5. Bob |  Mar 26, 2007 at 4:40 pm

    I also use Upromise for my daughter and over the past few years the value of the account has gone up quite a bit without me realizing it.There are some things you have to buy anyways like Gas and grocery so why not use your credit card and get the rebate instead of paying cash.Also my discover card gives me cash back which is a double reward so I have never understood why some people prefer to pay cash instead of using a credit card.

  6. The Sun |  Mar 28, 2007 at 12:11 pm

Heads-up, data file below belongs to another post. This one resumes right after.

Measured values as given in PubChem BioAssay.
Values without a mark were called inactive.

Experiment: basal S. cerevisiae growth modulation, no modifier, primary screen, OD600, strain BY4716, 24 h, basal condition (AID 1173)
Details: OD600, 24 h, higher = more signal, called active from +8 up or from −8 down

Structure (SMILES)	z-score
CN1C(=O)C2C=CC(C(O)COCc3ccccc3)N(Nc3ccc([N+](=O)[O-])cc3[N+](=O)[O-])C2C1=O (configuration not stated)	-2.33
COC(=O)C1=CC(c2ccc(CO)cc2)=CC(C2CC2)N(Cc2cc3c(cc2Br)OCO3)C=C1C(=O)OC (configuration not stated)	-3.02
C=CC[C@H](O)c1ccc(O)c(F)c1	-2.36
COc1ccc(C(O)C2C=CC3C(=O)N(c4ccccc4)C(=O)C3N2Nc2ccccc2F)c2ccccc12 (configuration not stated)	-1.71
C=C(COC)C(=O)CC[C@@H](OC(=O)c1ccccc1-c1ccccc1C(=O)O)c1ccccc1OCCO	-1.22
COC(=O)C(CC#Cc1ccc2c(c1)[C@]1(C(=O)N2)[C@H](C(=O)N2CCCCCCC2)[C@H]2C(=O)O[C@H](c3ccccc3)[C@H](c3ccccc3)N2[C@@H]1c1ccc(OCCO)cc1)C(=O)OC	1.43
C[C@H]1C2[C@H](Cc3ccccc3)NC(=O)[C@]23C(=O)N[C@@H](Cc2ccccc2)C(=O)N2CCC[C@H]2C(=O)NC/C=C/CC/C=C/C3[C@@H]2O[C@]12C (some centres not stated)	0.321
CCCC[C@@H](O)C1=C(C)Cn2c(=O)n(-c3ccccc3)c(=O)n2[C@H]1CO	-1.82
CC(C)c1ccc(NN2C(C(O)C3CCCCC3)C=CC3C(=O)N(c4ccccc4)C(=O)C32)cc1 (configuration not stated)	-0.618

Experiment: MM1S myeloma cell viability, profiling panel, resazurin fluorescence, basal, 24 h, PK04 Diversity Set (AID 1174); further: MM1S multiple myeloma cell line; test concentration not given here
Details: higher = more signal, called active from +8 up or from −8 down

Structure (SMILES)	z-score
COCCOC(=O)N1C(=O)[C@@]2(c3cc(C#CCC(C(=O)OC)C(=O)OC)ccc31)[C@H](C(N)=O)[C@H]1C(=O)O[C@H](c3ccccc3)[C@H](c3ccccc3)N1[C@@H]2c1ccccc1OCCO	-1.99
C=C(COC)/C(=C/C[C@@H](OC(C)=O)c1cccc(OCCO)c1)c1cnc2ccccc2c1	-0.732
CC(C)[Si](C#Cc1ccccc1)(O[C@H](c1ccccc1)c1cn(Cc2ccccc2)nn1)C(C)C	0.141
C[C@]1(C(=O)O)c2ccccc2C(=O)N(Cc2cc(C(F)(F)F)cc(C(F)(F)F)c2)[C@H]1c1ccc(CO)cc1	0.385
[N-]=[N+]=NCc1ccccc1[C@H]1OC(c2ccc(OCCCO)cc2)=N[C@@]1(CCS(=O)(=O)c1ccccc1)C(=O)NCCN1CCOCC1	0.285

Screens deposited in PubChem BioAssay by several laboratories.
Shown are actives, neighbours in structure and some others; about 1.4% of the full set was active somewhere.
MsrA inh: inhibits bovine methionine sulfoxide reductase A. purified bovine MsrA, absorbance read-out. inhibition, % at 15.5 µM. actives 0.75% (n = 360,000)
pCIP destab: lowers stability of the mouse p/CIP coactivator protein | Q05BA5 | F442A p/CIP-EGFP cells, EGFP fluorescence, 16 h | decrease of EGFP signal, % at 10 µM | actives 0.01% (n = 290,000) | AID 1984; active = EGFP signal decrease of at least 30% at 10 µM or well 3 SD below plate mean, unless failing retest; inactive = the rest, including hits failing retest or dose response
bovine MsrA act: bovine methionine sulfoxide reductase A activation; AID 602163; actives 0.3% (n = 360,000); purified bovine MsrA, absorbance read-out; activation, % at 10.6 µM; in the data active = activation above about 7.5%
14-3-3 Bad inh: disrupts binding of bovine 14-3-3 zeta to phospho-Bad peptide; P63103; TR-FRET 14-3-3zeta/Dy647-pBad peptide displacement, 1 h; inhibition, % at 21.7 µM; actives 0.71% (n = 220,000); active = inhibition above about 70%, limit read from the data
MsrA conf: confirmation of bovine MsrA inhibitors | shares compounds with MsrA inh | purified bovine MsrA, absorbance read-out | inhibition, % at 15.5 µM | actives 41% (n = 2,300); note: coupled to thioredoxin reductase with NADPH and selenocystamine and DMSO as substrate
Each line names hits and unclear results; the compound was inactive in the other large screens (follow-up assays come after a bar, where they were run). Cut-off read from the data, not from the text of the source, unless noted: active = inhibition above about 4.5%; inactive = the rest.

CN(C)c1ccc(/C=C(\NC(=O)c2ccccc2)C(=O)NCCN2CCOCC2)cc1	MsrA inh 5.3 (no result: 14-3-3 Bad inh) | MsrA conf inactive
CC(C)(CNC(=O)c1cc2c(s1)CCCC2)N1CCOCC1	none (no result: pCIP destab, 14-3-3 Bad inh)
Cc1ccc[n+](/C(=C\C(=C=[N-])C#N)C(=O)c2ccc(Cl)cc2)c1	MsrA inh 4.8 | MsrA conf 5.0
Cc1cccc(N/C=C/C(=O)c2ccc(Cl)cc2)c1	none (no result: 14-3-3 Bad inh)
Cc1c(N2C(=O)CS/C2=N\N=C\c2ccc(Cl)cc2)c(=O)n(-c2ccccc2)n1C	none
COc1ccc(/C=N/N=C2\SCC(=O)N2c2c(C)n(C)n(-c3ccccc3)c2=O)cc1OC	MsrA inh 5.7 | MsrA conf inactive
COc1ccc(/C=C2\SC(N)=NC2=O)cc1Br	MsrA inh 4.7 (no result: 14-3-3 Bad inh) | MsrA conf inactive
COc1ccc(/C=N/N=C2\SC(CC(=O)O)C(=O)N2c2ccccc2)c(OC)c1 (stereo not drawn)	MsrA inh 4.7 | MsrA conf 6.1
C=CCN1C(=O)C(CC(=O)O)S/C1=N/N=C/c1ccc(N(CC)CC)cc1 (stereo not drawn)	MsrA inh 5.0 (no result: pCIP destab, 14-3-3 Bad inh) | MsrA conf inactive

Bob: Well, that’s the question I asked myself many times as well: why people hate credit cards so much. One reason I heard a lot is that people tend to buy more stuff with CC than with cash. Since I almost charge everything with cards, I don’t really know what our spending will look if we pay everything with cash. But I do believe that there are lots of responsibilities involved in using cards. They can help you and they can break you as well. For those things that you know you have to buy anyway, like gas and grocery, why don’t get some back with credit cards?